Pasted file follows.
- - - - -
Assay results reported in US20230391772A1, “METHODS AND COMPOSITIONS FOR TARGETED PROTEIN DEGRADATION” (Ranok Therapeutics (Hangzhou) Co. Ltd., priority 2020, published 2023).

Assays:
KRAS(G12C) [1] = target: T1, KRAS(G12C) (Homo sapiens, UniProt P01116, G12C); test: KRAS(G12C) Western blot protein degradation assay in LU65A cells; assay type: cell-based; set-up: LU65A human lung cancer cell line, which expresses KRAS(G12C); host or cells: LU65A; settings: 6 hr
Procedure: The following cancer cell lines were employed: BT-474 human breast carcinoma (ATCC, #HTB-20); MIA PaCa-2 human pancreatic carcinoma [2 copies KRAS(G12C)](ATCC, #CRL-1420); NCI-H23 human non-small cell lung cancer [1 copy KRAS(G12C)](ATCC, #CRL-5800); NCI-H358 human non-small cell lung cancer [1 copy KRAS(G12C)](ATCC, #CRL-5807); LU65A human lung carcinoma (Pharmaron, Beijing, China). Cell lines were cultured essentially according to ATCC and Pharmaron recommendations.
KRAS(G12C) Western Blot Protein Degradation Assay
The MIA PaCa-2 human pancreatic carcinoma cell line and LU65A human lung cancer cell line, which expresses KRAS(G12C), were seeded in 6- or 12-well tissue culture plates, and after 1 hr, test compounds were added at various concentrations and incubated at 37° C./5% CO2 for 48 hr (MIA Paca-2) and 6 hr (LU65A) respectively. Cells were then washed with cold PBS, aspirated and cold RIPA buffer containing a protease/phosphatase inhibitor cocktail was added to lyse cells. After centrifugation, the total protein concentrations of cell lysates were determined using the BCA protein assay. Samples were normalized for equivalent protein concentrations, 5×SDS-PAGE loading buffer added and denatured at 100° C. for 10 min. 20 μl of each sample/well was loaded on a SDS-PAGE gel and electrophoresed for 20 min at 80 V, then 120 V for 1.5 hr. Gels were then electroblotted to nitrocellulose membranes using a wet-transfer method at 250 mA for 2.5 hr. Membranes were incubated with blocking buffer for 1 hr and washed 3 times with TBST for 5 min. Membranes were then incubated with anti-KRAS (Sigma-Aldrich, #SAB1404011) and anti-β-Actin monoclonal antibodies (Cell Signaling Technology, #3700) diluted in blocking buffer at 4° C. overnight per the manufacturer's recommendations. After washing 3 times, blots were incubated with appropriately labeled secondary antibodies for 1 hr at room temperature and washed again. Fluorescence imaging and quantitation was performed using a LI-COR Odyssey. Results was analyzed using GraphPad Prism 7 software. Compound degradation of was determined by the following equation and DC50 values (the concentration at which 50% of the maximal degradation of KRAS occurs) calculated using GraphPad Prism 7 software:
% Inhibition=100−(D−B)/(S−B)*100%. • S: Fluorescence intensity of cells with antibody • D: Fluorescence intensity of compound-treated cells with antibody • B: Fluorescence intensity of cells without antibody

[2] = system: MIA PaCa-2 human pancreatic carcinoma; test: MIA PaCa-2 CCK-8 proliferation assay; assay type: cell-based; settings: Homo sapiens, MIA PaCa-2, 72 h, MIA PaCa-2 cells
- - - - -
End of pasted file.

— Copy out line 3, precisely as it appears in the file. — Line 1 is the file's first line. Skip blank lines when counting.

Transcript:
KRAS(G12C) [1] = target: T1, KRAS(G12C) (Homo sapiens, UniProt P01116, G12C); test: KRAS(G12C) Western blot protein degradation assay in LU65A cells; assay type: cell-based; set-up: LU65A human lung cancer cell line, which expresses KRAS(G12C); host or cells: LU65A; settings: 6 hr